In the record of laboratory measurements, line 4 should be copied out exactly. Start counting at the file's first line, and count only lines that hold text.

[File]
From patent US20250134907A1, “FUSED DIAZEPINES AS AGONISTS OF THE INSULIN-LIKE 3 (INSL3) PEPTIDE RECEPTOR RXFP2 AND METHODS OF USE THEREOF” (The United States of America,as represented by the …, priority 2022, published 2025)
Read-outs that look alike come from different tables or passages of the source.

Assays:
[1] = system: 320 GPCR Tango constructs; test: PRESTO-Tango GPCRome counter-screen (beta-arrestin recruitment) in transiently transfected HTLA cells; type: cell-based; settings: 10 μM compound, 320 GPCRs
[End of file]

[1] = system: 320 GPCR Tango constructs; test: PRESTO-Tango GPCRome counter-screen (beta-arrestin recruitment) in transiently transfected HTLA cells; type: cell-based; settings: 10 μM compound, 320 GPCRs